• Get an idea of the global architecture
  • Scope the amount of work to do
  • Identify risks and potential difficulties that could stop us from completing the job


During that phase, I wanted to confirm beyond any doubt that we would be in a position to complete the job and deliver a conclusion valuable to the customer, i.e. can they, yes or no, improve the existing system?

To achieve that we needed to document the system architecture to the point where we can say: “It works this way! Here are the components of the system; here are the connections to the database; here are the architectural patterns in use.”


Once the previous steps achieved, the rest of the job was to document enough of the system for any team to be able to start expanding it if possible. If the extension was not the way forward, the objective then, was to allow a development team to use the produced documentation to specify the new system. As a matter of fact, if we were delivering enough information about the existing system, a lot of effort could be saved for the next one.


Project Outcome

First of all, I should cut the chase and tell you that we had a fantastic success with this project. The customer was delighted and we had a great time with it.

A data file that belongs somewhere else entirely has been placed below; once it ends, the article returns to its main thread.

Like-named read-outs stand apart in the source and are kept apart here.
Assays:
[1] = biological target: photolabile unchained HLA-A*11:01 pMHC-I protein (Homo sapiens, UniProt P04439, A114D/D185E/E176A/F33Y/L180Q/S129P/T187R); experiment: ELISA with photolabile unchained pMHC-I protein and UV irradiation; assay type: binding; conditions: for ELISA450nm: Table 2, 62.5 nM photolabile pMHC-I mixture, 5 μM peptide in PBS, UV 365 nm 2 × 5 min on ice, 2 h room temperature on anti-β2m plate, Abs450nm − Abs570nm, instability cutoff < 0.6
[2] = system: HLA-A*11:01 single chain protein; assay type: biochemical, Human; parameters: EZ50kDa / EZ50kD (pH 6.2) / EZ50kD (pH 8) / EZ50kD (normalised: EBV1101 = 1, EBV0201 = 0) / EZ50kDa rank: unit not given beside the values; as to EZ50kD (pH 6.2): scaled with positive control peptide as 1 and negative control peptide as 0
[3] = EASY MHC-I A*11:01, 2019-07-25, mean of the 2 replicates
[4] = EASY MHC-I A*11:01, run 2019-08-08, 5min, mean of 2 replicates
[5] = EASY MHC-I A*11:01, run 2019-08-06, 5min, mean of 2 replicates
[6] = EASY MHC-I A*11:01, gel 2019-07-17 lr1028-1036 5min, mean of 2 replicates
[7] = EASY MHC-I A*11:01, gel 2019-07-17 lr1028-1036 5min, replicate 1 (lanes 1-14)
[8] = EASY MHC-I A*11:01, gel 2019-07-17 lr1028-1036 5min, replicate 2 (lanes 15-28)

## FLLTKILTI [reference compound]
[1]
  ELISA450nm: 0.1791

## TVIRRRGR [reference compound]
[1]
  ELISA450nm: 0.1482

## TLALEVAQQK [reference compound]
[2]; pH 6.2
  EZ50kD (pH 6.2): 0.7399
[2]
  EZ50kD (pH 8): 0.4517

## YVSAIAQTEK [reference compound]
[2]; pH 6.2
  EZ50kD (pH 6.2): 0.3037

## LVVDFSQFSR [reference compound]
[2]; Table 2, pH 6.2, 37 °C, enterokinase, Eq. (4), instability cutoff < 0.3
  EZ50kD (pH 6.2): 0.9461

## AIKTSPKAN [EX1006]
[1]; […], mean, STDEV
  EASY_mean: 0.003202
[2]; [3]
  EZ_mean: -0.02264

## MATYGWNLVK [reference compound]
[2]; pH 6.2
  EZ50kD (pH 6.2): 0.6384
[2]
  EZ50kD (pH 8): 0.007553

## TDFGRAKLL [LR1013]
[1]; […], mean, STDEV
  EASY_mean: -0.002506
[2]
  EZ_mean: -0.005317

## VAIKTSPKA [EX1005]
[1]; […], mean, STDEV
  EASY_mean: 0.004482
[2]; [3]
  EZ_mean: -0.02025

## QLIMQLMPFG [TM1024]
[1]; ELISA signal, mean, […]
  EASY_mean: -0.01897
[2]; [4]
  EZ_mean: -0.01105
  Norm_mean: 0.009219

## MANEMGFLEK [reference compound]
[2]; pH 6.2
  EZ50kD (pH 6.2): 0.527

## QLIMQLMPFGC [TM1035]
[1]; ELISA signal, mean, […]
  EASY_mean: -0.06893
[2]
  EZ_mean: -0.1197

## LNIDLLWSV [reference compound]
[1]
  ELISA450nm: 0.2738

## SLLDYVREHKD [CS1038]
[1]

Project_successThis project was also a really interesting one in terms of Project Management. The team I used was made of highly qualified experts and they were not very much used to be told what to do in terms of process. But they understood the critical aspect of timing and the risky consequences for us to not deliver. They therefore gratefully played the game with me. We cut the job in small tasks, we made estimates, we prioritized tasks, we planned, etc. We then cut every estimate in half and put the remaining half in a pool. Everyone was keen to finish the job within the cruelly shorter time than what they though they needed. We could not compromise on quality either because we could not “half understand the system”.

Days after days, the rhythm was in place. Communication inside the team was fast and to the point. We were in the same boat and were rowing at the same pace.